I admit it, I have been asking myself this question quietly for a while: has motherhood replaced sexism as a way to keep women out of the workforce?
I'm just not sure of the answer.
But Elizabeth Badinter is. She is a famous philosopher and privileged academic from France whose new book, The Conflict: Does Modern Motherhood Undermine the Status of Women?, is making waves in the media on both sides of the Atlantic. (And is continuing our state of awe over French parenting.)
Her thesis is that the current obsession with "natural" motherhood including extended breastfeeding, co-sleeping, disposable diapers and a closeness between mother and child has undermined the gains women have made in the workplace and is a new "tyranny" to women. Our desire to be Earth Mothers has in fact turned us back into '50s housewives, dependent on our husbands for money and our children for self-esteem.
Badinter is incendiary; she refers to breastfeeding as "female mammal instincts" and she is polemic, but are her points valid?
Some news sites have chosen to use Badinter's thesis to pit attachment parenting advocates against right-wingers or to revive the tired working mom vs stay-at-home mom "war", but I think that is missing the point.
I refuse to see motherhood as an either/or situation. But Badinter does have a point -- the unrelenting focus on perfection in motherhood, the heatlamp-type focus that we have on our children does eat up a lot of our emotional time.
But have we given up on feminism because we take motherhood too seriously? I haven't. But I am willing to ask the question. Not the way the media frames it and not the way Badinter frames it. I think it is a good idea to think about the expanded role of motherhood in many women's lives and what the costs have been, as well as the benefits.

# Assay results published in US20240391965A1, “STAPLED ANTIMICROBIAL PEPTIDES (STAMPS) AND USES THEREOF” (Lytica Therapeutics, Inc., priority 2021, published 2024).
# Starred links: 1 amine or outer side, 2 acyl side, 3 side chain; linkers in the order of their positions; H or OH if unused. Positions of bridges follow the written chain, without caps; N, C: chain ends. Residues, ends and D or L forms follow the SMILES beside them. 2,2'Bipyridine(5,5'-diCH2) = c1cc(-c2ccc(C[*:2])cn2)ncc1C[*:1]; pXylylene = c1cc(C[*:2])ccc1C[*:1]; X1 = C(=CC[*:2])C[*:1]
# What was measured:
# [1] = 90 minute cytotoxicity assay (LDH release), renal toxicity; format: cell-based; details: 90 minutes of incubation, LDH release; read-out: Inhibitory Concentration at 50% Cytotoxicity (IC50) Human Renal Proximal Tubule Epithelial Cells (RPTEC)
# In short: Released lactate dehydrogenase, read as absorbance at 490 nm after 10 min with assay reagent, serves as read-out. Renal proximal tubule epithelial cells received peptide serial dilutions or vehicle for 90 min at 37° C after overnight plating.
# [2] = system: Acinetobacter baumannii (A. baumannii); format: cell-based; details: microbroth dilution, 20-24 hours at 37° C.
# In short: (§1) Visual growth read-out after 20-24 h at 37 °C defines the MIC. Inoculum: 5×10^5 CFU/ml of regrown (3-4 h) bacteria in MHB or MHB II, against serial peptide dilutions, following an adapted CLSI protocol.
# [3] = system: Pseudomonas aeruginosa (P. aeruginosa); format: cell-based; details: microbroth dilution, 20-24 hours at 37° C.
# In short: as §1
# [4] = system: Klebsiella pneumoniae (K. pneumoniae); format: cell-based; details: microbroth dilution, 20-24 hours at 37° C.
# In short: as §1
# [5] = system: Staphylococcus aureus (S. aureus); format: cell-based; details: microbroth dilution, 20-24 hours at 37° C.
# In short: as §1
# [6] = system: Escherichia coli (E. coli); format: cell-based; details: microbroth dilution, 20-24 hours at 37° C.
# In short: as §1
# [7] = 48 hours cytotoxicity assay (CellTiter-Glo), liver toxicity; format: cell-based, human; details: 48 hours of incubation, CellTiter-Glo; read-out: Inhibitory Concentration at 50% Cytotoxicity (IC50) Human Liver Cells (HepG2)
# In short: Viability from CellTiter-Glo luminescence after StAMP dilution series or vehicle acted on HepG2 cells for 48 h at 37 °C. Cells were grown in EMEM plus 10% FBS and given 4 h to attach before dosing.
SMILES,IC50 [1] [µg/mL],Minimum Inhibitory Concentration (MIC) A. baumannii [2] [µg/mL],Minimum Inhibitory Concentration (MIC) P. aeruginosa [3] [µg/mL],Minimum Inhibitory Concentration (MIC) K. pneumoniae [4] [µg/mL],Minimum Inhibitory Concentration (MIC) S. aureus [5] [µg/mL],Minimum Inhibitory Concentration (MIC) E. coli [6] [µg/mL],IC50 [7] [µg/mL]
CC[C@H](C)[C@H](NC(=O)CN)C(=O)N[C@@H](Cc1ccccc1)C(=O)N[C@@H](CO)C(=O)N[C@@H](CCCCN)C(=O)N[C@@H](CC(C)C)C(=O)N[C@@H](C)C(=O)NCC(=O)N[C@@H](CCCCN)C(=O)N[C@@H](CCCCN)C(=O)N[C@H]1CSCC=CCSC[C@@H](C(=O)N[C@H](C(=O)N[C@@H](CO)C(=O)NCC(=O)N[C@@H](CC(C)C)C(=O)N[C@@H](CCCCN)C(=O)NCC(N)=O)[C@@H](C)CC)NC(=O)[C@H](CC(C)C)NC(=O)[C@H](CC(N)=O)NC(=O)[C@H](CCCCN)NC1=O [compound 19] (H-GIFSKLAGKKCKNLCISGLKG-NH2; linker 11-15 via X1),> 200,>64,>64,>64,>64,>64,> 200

Because breastfeeding does tie you down and taking a year off may set back your career and having a baby lie between you and your partner can hurt your sex life. But it is up to each individual woman to decide what those things are worth to her. (That said, it's a lot better to breastfeed and have a baby in Canada. In the U.S., women are often forced into making decisions they aren't ready for weeks after giving birth.)
Connected motherhood, whether it is full-time or co-exists with a full-time career is not an oxymoron. It's not feminism vs motherhood, just as Jessica Winter a writer from Time said on Twitter:
Motherhood vs. Feminism" is an NYT debate. Next up: "Fatherhood vs. Sports," "Childhood vs. School," "Coats vs. Shoes" and "Cats vs. Dogs.
Annie from PhDinParenting pointed out that fathers are completely missing from this discussion. Supportive and engaged fathers are an important part of this conversation because, as Annie writes:
If we do not talk more openly and frequently about the role that fathers can, should, and often want to play in parenting, then we will not see the societal shifts that are needed to migrate away from the conflict that women feel between their careers and their families.
I think the emphasis on perfection in parenting is ultimately hurting women and children (and the men too). But that isn't to say that I totally disagree with Badinter either. To me it's like the issue of canning and preserving.
As many of you know, I like to cook and I make many of my kids homemade snacks. And every year I think I should make my own jams and tomato sauce. But that would take hours, increase my stress, and create a whole mess and isn't really a good use of my time, when I can buy all those products on my street corner.
Then I start wondering if the whole preserving trend isn't some sexist campaign to keep women in the kitchen longer. And then I come to terms with the fact that I'm just not a radical housemaker but some people enjoy it. I still respect the canners and will gratefully accept their jars wrapped in twine.
I get that breastfeeding and the whole attachment thing isn't for Badinter (maybe because of her ties to Nestle?). But that doesn't mean just because I did it, I'm an unthinking Stepford wife that has forgotten my women's studies courses.
I would like to thank Badinter for bringing up this debate because it forces me to ask these questions of myself and motherhood in general which makes me a better mother. And reminds me not to even buy any preserving jars this year.
Sorry for the long post! What do you think? Does Badinter have a point? Have women given up too much to be "perfect" mothers?
Want more chaos? Last year, I listened to the Kindie music scene.